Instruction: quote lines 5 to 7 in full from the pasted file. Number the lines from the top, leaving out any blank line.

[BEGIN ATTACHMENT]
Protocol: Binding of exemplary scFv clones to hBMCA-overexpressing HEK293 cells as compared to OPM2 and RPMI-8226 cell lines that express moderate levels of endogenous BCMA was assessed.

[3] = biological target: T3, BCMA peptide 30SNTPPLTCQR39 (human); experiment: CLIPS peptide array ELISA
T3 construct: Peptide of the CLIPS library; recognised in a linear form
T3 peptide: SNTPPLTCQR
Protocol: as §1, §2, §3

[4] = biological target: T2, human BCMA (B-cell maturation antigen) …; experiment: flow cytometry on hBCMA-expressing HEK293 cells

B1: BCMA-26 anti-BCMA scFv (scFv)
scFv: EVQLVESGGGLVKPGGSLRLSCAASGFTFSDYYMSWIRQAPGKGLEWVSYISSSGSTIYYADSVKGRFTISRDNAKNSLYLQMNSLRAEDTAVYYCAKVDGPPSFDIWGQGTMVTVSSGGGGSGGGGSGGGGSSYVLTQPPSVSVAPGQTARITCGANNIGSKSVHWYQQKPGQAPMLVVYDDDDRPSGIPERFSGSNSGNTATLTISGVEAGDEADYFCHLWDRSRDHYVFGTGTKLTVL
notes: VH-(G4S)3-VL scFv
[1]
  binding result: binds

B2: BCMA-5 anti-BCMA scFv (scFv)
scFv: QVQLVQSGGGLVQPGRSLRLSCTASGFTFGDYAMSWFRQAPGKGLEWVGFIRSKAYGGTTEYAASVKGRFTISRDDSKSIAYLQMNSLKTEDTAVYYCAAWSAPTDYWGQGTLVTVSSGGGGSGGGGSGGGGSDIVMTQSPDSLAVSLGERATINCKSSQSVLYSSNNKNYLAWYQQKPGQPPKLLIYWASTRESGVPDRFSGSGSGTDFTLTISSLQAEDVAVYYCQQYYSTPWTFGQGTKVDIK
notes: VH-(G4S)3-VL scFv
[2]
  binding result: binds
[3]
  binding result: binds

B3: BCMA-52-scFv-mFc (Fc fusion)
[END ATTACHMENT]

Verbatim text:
Protocol: as §1, §2, §3

[4] = biological target: T2, human BCMA (B-cell maturation antigen) …; experiment: flow cytometry on hBCMA-expressing HEK293 cells

B1: BCMA-26 anti-BCMA scFv (scFv)